Edith Bruck

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Edith Bruck
Edith Bruck 1957.jpg
Bruck in 1957
Born
Edit Steinschreiber

(1931-05-03) 3 May 1931 (age 91)
Occupation(s)Writer, director
Years active1959–present
SpouseNelo Risi

Edith Bruck (born 3 May 1931)[1] is a Hungarian-born writer, director and Holocaust survivor. She has lived most of her life in Italy and writes in Italian.[2]

Early life[edit]

The daughter of poor Jewish parents, she was born Edit Steinschreiber in the village of Tiszabercel near the Ukrainian border. In 1944, with her parents, two brothers and a sister, she was sent to Auschwitz, where her mother died. The family was transferred to Dachau where her father died, then to Christianstadt and finally Bergen-Belsen, where the remaining children were liberated by the Allies in 1945. One brother also died in the concentration camps. She returned to Hungary and then went to Czechoslovakia, where another sister was living with her family.[3]

Career[edit]

In 1959, she published her autobiography Chi ti ama così, later translated as Who loves you like this (2001).[3]

In 1971, she wrote her first play, Sulla porta. Bruck was a founder of the Teatro della Maddalena theatre in Rome. From the 1970s to the 1990s, she worked for the RAI as a director and screenwriter.[2]

She has translated works by the Hungarian poets Attila József and Miklós Radnóti into Italian.[2] Her own work has been translated into other languages including Hungarian, Danish, Dutch, English and German.[4]

Personal life[edit]

When she was 16, she married Milan Grün and moved to Israel; the couple divorced the following year. She then married Dany Roth, but that marriage also ended in divorce. She next married an acquaintance named Bruck to postpone her compulsory military service; she had divorced him by the time that she was 20 but kept his surname. In 1954, Bruck moved to Rome and later married Italian writer and director Nelo Risi.[3]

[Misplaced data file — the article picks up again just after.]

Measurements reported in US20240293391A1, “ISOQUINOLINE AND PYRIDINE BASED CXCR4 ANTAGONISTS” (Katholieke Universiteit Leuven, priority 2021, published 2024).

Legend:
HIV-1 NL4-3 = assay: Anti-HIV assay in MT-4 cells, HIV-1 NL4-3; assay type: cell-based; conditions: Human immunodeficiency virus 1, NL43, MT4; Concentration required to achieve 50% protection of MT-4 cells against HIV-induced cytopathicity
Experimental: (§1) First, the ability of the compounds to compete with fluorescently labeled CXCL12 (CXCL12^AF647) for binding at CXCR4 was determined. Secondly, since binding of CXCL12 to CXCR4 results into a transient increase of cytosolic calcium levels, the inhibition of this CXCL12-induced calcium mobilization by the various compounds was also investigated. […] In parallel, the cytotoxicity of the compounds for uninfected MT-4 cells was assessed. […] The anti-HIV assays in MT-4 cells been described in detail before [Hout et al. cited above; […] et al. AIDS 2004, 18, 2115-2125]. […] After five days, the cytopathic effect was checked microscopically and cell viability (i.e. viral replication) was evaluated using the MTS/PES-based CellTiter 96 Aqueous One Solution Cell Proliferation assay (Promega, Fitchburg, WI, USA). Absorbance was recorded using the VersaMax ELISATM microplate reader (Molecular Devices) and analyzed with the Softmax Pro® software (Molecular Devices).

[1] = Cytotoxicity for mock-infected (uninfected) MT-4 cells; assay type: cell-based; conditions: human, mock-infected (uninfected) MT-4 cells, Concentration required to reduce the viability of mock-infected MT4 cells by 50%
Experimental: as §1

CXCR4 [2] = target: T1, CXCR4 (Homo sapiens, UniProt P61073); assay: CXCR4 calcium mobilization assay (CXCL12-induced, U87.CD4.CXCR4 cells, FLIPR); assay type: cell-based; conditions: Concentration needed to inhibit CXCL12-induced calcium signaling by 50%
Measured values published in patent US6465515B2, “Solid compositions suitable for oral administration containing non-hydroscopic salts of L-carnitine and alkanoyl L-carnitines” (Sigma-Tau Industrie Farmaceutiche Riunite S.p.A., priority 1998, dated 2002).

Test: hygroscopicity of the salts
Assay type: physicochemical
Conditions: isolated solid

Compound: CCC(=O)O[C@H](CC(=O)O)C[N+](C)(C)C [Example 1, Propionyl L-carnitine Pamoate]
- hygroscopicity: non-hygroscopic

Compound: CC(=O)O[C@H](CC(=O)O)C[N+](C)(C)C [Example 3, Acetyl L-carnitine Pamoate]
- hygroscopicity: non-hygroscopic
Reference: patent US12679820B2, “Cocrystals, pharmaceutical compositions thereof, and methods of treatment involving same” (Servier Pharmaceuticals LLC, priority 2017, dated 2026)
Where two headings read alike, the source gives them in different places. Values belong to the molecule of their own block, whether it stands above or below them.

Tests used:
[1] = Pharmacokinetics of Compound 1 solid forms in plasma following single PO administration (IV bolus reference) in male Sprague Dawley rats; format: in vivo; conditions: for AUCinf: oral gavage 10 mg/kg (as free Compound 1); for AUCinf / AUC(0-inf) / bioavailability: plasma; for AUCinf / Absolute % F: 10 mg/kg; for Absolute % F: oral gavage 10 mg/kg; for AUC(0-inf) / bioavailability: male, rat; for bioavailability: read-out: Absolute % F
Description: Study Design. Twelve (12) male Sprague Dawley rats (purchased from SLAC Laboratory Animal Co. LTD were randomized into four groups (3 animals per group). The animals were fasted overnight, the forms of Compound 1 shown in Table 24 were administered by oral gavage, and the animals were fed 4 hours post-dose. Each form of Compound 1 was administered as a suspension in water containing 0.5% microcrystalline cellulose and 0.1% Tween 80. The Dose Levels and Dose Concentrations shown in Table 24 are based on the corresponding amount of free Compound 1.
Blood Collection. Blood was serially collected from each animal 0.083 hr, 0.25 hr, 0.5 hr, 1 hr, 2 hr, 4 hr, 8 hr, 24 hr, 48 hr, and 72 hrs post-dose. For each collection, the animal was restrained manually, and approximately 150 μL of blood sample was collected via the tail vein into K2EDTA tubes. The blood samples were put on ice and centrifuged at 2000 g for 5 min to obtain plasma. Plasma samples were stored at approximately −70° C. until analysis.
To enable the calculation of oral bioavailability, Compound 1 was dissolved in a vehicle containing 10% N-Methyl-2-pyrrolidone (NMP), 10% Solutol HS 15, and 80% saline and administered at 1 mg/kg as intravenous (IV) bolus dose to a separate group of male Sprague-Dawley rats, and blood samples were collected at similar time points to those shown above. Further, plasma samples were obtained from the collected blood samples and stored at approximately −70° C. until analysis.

Selected works[2][edit]

  • Chi ti ama così, novel (1959) (Who Loves You Like This (2001) tr. Thomas Kelso)
  • Andremo in città, short stories (1962), title story adapted as a film in 1966
  • Due stanze vuote, short stories (1974), finalist for the Strega Prize[4]
  • Per il tuo bene, play (1975)
  • Mio splendido disastro, novel (1979)
  • Lettera alla madre, epistolary novel, (1988), received the Rapallo Carige Prize[4]
  • Nuda proprietà (1993), finalist for the Strega Prize[4]
  • Il silenzio degli amanti, novel (1997)
  • L’amore offeso, novel (2002)
  • Quante stelle c’è nel cielo, novel (2009), received the Viareggio Prize, adapted to film as Anita B.

Filmography[2][edit]

  • Improvviso, director (1979)
  • Quale Sardegna?, director (1983)
  • Fotografando Patrizia, writer (1984)
  • Altare per la madre, director (1986)
  • Per odio per amore, writer (1991)

References[edit]

  1. ^ Edith Bruck: Who love you like this. Philadelphia: Paul Dry Books, 2001, p. 3; Philip Balma: Edith Bruck in the Mirror. Fictional Transitions and Cinematic Narratives (Shofar Supplements in Jewish Studies). West Lafayette, IN: Purdue UP, 2014, p. 2. Recently Edith Bruck claimed her birth year was often wrongly stated as 1932, while the correct year was 1931. Petrigani, Sandra (30 January 2021). "(Il Foglio, 30 gennaio 2021)". Sandra Perigani. Il Foglio. Retrieved 29 March 2021. Podcast source, minute 1:34:43
  2. ^ a b c d e "Edith Bruck". Institute of Modern Languages Research. Archived from the original on 26 September 2015. Retrieved 2 June 2015.
  3. ^ a b c "Bruck, Edith (1932- )". Italian Women Writers. University of Chicago Library.
  4. ^ a b c d Balma, Philip (2014). Edith Bruck in the Mirror: Fictional Transitions and Cinematic Narratives. pp. 2–10. ISBN 978-1557536877.

External links[edit]